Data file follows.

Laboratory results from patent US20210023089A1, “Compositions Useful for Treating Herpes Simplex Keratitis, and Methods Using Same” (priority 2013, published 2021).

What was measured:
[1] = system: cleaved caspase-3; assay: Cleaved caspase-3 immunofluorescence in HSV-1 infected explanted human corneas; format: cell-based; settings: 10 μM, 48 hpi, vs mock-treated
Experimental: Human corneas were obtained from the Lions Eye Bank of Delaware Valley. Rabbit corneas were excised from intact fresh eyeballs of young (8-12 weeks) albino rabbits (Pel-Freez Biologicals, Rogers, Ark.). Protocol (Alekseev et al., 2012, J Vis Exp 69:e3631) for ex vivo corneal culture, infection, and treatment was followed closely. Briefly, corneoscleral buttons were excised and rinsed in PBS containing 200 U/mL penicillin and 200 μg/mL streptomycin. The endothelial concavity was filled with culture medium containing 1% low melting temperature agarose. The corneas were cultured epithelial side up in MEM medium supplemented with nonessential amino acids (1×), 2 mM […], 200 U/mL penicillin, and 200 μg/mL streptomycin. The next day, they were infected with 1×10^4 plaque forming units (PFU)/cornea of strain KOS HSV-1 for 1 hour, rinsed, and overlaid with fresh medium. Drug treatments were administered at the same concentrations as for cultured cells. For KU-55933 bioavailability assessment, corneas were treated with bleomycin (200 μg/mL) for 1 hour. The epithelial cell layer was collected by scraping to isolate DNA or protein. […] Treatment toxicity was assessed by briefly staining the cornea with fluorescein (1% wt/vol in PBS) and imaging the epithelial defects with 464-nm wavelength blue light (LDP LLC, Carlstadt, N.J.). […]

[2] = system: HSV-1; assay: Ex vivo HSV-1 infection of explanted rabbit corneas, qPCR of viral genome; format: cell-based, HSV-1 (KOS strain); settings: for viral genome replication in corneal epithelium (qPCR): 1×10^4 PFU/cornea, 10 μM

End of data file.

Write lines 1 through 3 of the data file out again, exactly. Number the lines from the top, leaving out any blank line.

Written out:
Laboratory results from patent US20210023089A1, “Compositions Useful for Treating Herpes Simplex Keratitis, and Methods Using Same” (priority 2013, published 2021).

What was measured:
[1] = system: cleaved caspase-3; assay: Cleaved caspase-3 immunofluorescence in HSV-1 infected explanted human corneas; format: cell-based; settings: 10 μM, 48 hpi, vs mock-treated